Often heralded as a national model for diversifying the sciences, the program has helped hundreds of high-achieving students from minority backgrounds earn advanced degrees in science, math, engineering, and related fields.
Now there’s another question: How can universities like UMBC help a wider array of students, the ones who don’t have the top SAT scores or the very highest GPAs? How can they scale a program like Meyerhoff to help the masses, the students in the middle?
A Foot in the Door
Students like Shehar Awan. Shehar’s a biology major who transferred to UMBC from a community college. He’s part of a newer effort at UMBC called STEM BUILD,
funded by the National Institutes of Health to study how universities can help a broad group of students aspire to, and succeed in, biomedical and behavioral research fields.
The first time Shehar was ever exposed to research, he told us, was during a summer bridge program through STEM BUILD. It made him feel more confident, he said, because it taught him lab skills like how to use a pipette. Then, when the academic year started, he felt like he already had a foot in the door to get the kind of research opportunities he wanted on campus. That’s not always easy for transfer students like him.
UMBC is one of 10 universities that are part of the NIH study. The program offers support for students through summer programs, peer networks, tutors and mentors, and living-learning communities.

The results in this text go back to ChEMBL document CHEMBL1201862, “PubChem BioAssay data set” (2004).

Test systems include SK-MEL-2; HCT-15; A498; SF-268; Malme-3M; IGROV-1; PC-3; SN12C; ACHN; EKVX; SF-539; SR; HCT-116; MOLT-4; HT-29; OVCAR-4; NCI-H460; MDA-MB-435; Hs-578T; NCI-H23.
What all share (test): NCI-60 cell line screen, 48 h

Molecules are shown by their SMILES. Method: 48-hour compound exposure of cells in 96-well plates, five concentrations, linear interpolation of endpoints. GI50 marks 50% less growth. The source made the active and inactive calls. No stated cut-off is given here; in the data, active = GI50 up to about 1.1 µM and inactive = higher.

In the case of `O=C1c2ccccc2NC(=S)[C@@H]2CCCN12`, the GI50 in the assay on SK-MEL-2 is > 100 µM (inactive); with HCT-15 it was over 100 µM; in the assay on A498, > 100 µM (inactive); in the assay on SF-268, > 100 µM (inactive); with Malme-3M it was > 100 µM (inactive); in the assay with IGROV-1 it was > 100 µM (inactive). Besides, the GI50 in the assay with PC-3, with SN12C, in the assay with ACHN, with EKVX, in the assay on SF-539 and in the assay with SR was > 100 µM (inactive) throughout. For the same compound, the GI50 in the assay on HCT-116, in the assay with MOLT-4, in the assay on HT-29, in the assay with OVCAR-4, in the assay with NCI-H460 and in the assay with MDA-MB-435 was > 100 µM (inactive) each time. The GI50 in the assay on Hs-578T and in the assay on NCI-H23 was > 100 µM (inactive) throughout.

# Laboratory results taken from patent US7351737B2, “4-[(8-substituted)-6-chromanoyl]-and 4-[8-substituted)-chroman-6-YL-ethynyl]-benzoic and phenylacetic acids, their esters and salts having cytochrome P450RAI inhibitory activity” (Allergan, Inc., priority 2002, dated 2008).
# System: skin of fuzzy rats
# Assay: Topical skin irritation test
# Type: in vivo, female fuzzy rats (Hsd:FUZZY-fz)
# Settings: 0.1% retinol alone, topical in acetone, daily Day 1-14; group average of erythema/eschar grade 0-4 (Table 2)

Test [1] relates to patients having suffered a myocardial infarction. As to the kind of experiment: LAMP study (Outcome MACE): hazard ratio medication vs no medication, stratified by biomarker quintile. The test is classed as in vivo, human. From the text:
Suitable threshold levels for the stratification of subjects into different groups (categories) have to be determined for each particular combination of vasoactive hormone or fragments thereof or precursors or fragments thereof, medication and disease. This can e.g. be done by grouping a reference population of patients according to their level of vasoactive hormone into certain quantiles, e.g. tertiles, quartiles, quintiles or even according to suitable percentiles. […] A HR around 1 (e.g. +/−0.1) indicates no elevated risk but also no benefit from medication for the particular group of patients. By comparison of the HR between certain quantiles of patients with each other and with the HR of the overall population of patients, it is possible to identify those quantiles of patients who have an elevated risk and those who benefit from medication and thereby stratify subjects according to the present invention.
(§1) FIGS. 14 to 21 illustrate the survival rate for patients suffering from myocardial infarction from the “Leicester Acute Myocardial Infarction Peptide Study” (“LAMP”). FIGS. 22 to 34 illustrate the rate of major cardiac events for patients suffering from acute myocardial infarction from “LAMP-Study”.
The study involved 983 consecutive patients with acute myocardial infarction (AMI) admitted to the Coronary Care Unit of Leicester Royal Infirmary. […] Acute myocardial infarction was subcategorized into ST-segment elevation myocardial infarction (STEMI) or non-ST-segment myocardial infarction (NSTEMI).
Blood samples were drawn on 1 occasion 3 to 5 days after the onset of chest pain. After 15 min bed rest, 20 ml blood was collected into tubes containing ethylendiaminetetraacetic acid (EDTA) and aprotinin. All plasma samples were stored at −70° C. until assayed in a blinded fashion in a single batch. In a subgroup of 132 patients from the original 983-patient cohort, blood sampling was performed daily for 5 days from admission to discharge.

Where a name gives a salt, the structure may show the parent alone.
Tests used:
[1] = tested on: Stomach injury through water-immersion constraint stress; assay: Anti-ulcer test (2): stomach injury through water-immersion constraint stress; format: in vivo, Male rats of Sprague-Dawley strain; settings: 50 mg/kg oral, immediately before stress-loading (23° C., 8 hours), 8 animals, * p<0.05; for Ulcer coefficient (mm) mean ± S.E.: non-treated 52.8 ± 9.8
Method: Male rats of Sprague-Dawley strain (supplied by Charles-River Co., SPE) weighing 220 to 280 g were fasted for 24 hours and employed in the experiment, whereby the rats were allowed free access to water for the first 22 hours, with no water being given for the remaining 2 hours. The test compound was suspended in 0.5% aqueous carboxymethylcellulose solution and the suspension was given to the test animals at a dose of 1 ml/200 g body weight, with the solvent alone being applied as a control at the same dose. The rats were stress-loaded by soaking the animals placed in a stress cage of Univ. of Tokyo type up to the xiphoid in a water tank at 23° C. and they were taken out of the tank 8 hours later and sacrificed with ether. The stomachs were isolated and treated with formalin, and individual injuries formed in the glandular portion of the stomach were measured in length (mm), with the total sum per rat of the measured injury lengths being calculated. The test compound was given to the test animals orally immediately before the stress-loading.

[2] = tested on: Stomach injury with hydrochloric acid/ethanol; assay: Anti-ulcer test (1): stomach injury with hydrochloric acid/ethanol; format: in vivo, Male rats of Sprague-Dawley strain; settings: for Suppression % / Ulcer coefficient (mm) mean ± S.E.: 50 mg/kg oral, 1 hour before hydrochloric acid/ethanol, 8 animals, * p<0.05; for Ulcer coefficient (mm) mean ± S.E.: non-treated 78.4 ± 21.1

Unlike other, prestigious scholarship programs, STEM BUILD focuses on undergraduates who are at risk of not completing degrees in those disciplines. Fewer than two out of five students who enter college intending to major in a STEM field complete a STEM degree.
So far, early results have shown promise in keeping more students in STEM disciplines, helping them earn higher grade-point averages, and connecting them with more research opportunities, said Kathy Sutphin, assistant dean for academic affairs in the College of Natural and Mathematical Sciences at UMBC.
What’s making the most difference? Here’s what Shehar and the other students we talked to told us: Being part of a supportive community of peers. Getting a head start on basic lab skills like pipetting. Having tutors and mentors to demystify the world of research.
Taken together, it makes Jamie Mushrush, a biochemistry and molecular biology major, feel like less of a stranger in a strange land.
Sciences aren’t always written or taught in the most accessible way, she said. “It’s intimidating.”
But people in the program taught her things like how to write effective abstracts and that helped her build trust with the university researchers she works with. It reassured her, too.
“Learning the ins and outs of the research community make it easier to feel like you are supposed to be here.”